Medals of Captain Noel Chavasse VC in the Lord Ashcroft collection at the @imperialwarmuseums. He is only one of three people to have been awarded the Victoria Cross twice, hence the VC and bar, and the only one during the First World War. During the War Chavasse served in the Royal Army Medical Corps until his death on the 4th of August 1917, and is now buried in the Brandhoek Military Cemetery at Ypres. His first VC was awarded for actions at Guillemont on the 9th of August 1916. The full citation reads: ‘For most conspicuous bravery and devotion to duty.

During an attack he tended the wounded in the open all day, under heavy fire, frequently in view of the enemy. During the ensuing night he searched for wounded on the ground in front of the enemy's lines for four hours. Next day he took one stretcher-bearer to the advanced trenches, and under heavy shell fire carried an urgent case for 500 yards into safety, being wounded in the side by a shell splinter during the journey. The same night he took up a party of twenty volunteers, rescued three wounded men from a shell hole twenty-five yards from the enemy's trench, buried the bodies of two officers, and collected many identity discs, although fired on by bombs and machine guns. Altogether he saved the lives of some twenty badly wounded men, besides the ordinary cases which passed through his hands. His courage and self-sacrifice, were beyond praise.’ His bar was awarded for the period 31st of July-2nd of August for actions at Wieljte in Belgium. Part of the citation reads: ‘For most conspicuous bravery and devotion to duty when in action. Though severely wounded early in the action whilst carrying a wounded soldier to the Dressing Station, Capt. Chavasse refused to leave his post, and for two days not only continued to perform his duties, but in addition went out repeatedly under heavy fire to search for and attend to the wounded who were lying out. During these searches, although practically without food during this period, worn with fatigue and faint with his wound, he assisted to carry in a number of badly wounded men, over heavy and difficult ground.’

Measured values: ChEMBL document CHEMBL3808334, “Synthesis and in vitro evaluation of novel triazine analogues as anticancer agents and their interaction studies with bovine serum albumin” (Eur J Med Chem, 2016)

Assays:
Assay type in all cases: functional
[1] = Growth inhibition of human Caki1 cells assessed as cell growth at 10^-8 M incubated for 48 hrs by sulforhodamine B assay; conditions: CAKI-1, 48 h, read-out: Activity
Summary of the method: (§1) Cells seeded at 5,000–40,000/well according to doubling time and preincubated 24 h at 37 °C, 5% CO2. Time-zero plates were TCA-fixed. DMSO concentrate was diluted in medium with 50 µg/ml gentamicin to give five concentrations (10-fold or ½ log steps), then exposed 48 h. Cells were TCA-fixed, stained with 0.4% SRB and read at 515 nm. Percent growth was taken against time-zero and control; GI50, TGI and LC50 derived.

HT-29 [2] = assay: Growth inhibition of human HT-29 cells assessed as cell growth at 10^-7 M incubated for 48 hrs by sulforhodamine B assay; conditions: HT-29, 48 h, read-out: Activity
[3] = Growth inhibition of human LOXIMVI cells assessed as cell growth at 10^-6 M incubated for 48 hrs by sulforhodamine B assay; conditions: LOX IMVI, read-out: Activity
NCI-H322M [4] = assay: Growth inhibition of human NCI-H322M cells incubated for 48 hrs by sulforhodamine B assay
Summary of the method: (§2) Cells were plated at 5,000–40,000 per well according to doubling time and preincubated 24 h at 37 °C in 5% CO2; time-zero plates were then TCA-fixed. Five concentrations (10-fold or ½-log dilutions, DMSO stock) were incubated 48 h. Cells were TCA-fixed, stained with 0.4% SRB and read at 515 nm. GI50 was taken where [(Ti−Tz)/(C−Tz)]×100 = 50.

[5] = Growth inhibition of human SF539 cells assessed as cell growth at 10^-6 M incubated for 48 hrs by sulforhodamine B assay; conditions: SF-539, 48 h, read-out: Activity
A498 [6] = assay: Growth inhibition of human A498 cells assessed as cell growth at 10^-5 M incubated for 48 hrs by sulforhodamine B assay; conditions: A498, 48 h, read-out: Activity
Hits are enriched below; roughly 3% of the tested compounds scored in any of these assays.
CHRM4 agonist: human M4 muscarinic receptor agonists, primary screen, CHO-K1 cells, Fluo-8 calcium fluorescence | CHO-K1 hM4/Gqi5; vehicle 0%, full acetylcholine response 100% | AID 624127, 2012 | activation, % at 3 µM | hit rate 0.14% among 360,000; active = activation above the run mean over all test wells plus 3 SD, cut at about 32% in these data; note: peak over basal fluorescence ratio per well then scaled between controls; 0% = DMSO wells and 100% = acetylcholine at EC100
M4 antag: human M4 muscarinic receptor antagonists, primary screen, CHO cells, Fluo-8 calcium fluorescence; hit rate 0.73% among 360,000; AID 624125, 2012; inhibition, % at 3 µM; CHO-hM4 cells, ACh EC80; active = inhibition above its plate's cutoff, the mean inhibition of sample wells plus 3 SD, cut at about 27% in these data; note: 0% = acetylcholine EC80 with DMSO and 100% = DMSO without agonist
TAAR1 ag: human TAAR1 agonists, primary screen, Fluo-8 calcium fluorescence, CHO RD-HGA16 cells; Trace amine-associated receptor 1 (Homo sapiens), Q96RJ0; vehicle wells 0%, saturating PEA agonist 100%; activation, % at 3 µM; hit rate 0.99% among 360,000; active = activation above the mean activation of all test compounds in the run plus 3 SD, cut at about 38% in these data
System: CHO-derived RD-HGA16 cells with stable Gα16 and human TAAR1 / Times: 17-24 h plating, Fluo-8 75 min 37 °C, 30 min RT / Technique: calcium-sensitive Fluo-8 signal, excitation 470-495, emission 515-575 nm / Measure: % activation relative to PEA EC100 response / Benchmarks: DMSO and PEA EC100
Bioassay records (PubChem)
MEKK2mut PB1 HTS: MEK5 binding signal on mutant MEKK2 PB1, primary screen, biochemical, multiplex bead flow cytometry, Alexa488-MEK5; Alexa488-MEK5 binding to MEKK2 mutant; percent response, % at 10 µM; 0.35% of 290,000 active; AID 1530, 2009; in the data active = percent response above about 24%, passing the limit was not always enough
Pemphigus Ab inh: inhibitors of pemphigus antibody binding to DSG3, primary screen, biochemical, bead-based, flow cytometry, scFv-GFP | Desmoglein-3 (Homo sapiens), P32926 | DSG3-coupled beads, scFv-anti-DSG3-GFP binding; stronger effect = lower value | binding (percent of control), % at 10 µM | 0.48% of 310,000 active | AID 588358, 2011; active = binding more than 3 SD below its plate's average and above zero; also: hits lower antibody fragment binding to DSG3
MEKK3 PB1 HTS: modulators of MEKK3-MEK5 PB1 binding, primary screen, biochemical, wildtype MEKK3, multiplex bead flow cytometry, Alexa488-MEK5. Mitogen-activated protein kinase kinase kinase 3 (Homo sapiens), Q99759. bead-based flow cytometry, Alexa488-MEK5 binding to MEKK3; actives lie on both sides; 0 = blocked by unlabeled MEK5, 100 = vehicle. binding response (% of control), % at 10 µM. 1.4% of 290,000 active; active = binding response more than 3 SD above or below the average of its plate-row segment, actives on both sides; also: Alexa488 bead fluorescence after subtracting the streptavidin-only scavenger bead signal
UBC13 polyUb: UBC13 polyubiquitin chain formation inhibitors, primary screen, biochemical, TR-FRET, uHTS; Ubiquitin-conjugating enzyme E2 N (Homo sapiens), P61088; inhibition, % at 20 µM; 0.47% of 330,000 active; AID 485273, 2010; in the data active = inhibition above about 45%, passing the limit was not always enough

Paid a visit to the Imperial War Museum this afternoon. Its not as good as the old museum prior to redevelopment, but it still has some interesting exhibits on the Great War.